The Essays, Sketches and Lectures of Edgar Allan Poe


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Editions Authorized by Poe:

Poe published only one of his lectures during his life. This was “The Universe,” published as Eureka, the “Prose Poem” by which he hoped most ernestly to be remembered. Other items were first collected in the posthumous collection edited by Rufus Wilmot Griswold, incorporating some additional manuscript changes and other material. These collections are listed chronologically.

Later Collected Editions:

After Griswold’s death in 1857, there were several alternate attempts to collect Poe’s works, including a number of the essays and Eureka. The most important of these were collections edited by John H. Ingram, also in four volumes (initially published in 1874-1875), the ten-volume set edited by Edmund C. Stedman and George E. Woodberry (initially published in 1894-1895), and the seventeen-volume set edited by James A. Harrison (published in 1902). (Although at least one of these editions bears the title of The Complete Works of Edgar Allan Poe, none of them are, in fact, actually complete. In some instances, they also contain works that have since been identified as not being by Poe.)

Modern Scholarly Editions:

The most widely recognized scholarly edition of Poe’s tales and sketches, also including some of the essays, are the volumes edited by Thomas Ollive Mabbott, (published in 1978, nearly a decade after Mabbott’s death), completed by his widow, Maureen Cobb Mabbott (and several assistants), with a few additional essays appearing in the volumes in the edition as continued by Burton R. Pollin. All of these volumes are thoroughly annotated, with introductory material, notes and variants. Two volumes originally prepared for this series, edited by Stuart and Susan Levine, were published separately by the University of Illinois Press.

 


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Within these selections, all original punctuation, abbreviations and spellings have been retained. Where these spellings differ greatly from modern spellings, the most current form is noted in brackets immediately following the word. A number of obvious variants, such as “colour” for “color,” reflect conventions to which we no longer adhere, but which were considered acceptable during Poe’s lifetime and are left to stand without additional commentary. For manuscript material, including Poe’s own corrections to printed sources, text contained within angle brackets “<...>” shows annotations made by Poe himself for the main text given. Reversed double-angle brackets “>>...<<” show text that Poe has canceled by striking or scratching out. Text contained within square brackets “[...]” is not part of the original. This text is intended as notes or corrections of typographical errors. In the original printings, some text occasionally appears within square brackets “[...].” In such cases, these have been changed to standard parentheses to avoid confusion. (Note: Over time, we will be changing our previously stated policy concerning square brackets to retain Poe’s usage and distinguish our own editorial notes by enclosing these in double-square brackets “[[...]]”.)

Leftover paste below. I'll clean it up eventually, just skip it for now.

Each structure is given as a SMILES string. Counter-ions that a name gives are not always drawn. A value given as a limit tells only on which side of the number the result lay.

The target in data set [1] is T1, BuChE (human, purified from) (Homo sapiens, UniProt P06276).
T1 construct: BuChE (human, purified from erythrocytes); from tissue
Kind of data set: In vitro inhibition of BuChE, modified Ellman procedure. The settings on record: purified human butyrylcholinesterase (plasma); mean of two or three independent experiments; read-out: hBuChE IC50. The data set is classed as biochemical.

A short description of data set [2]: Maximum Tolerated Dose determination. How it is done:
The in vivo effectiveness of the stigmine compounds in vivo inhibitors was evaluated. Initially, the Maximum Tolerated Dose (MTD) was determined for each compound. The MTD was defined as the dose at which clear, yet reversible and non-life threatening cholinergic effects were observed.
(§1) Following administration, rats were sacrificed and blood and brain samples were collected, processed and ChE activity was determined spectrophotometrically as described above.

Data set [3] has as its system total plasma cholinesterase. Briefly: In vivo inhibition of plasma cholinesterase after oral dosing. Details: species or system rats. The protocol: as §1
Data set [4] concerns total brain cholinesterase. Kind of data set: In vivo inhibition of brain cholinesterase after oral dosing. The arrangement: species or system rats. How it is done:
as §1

These items are arranged alphabetically by name. Within each name, entries are listed chronologically. Some of these items were not published under any specific title and most are, therefore, given here under a title deemed appropriately descriptive. The authorship of some items is a topic long researched and debated. Most of the items included here were signed, but for some, the attribution to Poe is necessarily the result of conjecture.


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Related Material:


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Bibliography:

  • Brigham, Clarence S., Edgar Allan Poe’s Contributions to Alexander’s Weekly Messenger, Proceedings of the American Antiquarian Society, April 1943. (Also reprinted separately.)
  • Edsall, Thomas, ed., The Poe Catalogue, Baltimore: The 19th Century Shop, 1992. (This catalogue includes a few reprints of material which are not noted elsewhere.)
  • Harrison, James A[lbert]., ed, The Complete Works of Edgar Allan Poe, 17 vols, New York: T. Crowell, 1902.
  • Heartman, Charles F. and James R. Canny, A Bilbiography of First Printings of the Writings of Edgar Allan Poe, Hattiesburg, MS: The Book Farm, 1943. (The best overall bibliography of Poe, although it does contain errors and is somewhat outdated.)
  • Levine, Stuart and Susan F., eds., Eureka, Chicago: University of Illinois Press, 2004  (Poe’s text, edited and with an introduction, notes and textual variants)
  • Levine, Stuart and Susan F., eds., Edgar Allan Poe: Critical Theory, Chicago: University of Illinois Press, 2009 (Poe’s texts, edited and with introductory material, notes and textual variants)
  • Mabbott, Thomas Ollive, ed., The Collected Works of Edgar Allan Poe; (Vols 2-3 Tales and Sketches), Cambridge, Mass.: The Belknap Press of Harvard University Press, 1978. (Second printing 1979)
  • Pollin, Burton R., ed., The Collected Writings of Edgar Allan Poe; Vols. III & IV- The Broadway Journal: Non-Fictional Prose, New York: Gordian Press, 1986; Vol. V - The Southern Literary Messenger: Non-Fictional Prose, New York: Gordian Press, 1997.
  • Thompson, G. Richard, ed., Essays and Reviews, New York: The Library of America, 1984. (A good basic collection.)
  • Vines, Lois D., ed., Poe Abroad: Influence, Reputation, Affinities, Iowa City: University of Iowa Press, 1999. (An extremely useful compendium of articles by various authors, divided by country or region.)
  • Woodberry, George E[dward]. and Stedman, Edmund Clarence, The Works of Edgar Allan Poe, 10 vols, Chicago, 1894-1895. (Reprinted in 1903 and 1914.)

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[S:1 - JAS] - Edgar Allan Poe Society of Baltimore - Works - The Essays, Sketches and Lectures of Edgar Allan Poe